Langston Hughes Prepares for Earthquakes

Langston Hughes Prepares for Earthquakes

Middle school participates in USGS ShakeOut drills.

Langston Hughes Middle School students participate in the U.S. Geological Survey’s ShakeOut drills Thursday, Oct. 18.

Langston Hughes Middle School students participate in the U.S. Geological Survey’s ShakeOut drills Thursday, Oct. 18. Photo by Alex McVeigh.

— Students at Langston Hughes Middle School participated in the U.S. Geological Survey’s ShakeOut Thursday, Oct. 18, to prepare themselves in the event of another earthquake like the one that shook a large portion of the east coast on Aug. 23, 2011.

"After last Aug. 23, the County dusted off some old manuals that hadn’t been used in a long time to see what kind of drills would prepare students to be safe during an earthquake,” said Principal Aimee Monticchio.

Just after 10 a.m. Thursday morning, Monticchio’s voice came over the PA system, when she informed the students about the “tremors” that were being felt. Students then performed the “drop, cover hold on” maneuver, getting below their desks and holding onto the legs to minimize chances of being injured by debris.

SEVENTH GRADER Jordan Majoros said it felt “a little claustrophobic” ducking under a desk for so long, but if it was a real earthquake, it would be worth it to stay safe.

Eighth grader Ashley Salavarria said the knowledge would have come in handy had she known it last August.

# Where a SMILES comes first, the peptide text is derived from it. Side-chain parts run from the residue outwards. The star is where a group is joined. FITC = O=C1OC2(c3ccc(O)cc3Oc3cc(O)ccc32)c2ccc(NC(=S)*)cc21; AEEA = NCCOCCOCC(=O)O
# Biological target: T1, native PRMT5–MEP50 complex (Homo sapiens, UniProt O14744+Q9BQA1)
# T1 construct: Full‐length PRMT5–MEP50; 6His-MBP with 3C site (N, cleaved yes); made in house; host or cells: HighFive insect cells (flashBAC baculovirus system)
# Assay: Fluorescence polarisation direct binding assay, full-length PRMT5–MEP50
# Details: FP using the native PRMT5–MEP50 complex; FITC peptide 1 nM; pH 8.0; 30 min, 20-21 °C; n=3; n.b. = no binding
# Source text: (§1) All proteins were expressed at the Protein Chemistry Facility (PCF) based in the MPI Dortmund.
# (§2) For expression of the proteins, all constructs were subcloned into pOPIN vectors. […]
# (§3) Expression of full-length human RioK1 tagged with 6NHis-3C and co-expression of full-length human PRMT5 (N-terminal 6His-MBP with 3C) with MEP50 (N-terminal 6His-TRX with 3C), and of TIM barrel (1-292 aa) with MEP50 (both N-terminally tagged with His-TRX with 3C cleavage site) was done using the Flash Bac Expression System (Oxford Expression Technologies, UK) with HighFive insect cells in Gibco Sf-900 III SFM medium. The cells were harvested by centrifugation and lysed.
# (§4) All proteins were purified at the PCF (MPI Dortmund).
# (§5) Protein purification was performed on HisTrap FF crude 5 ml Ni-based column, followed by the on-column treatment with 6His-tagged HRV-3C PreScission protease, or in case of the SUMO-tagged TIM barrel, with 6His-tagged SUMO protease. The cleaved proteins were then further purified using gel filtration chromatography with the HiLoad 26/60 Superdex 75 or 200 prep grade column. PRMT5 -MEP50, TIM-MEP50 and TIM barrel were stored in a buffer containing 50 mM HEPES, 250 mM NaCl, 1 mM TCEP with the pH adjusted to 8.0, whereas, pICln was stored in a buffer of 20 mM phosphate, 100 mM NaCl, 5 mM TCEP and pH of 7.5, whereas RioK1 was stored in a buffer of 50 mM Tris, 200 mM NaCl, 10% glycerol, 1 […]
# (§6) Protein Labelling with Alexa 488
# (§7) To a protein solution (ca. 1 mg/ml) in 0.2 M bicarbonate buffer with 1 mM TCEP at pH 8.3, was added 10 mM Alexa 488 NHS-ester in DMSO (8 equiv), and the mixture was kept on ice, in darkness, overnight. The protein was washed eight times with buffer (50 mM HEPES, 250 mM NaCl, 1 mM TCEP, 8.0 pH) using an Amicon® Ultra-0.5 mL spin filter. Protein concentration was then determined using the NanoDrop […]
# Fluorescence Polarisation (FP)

Langston Hughes Middle School students participate in the U.S. Geological Survey’s ShakeOut drills.

“When the earthquake hit, I was at Giant, and we saw a bunch of bottles crash down and signs fall, and we had no idea what was happening,” she said. “My little sister was crying, and we all went outside to see what was happening. Now I think I would know what an earthquake felt like, and I’d be more prepared.”

USGS Director Marcia McNutt spoke at the school after the drill, and explained more of the logic behind the drill.

"When I was in your classrooms today, what I saw were bookshelves, clocks on the wall, and things that could fall and hurt you when the building starts to shake,” she said. “Now it’s very unlikely that this building will come down during an earthquake, but there are lots of loose things around that could hurt you, which is why it’s so important to drop, cover and hold on.”

Students had been practicing the drill all morning, and many felt that doing it over and over again would help make it an instinctual reaction should another earthquake strike.

“I think I would drop, cover and hold on automatically now,” said Joseph Letteri, an eighth grader. “It was surprising to learn just how much damage can be done over such a big area.”

Mike Mahoney, of FEMA’s Building Sciences Division said that the geology of the east coast makes the effects of an earthquake more widespread than they would be on the west coast.

“On the west coast, it’s sort of like pushing a mattress, there’s some give to it, and you won’t feel the movement as far away,” he said. “But on the east coast, it’s more like a table, solid, without much give to it, that’s why this quake was felt over such a large area.”

MANY STUDENTS said they found that analogy helpful.

“I think that’s a good thing to know, when it comes to something like earthquakes, that can do so much damage, knowing is half the battle,” said eighth grader Leo Sainati. “I enjoyed learning about how the tectonic plates rub together, and think if something like the earthquake happens again, we’ll all be more prepared.”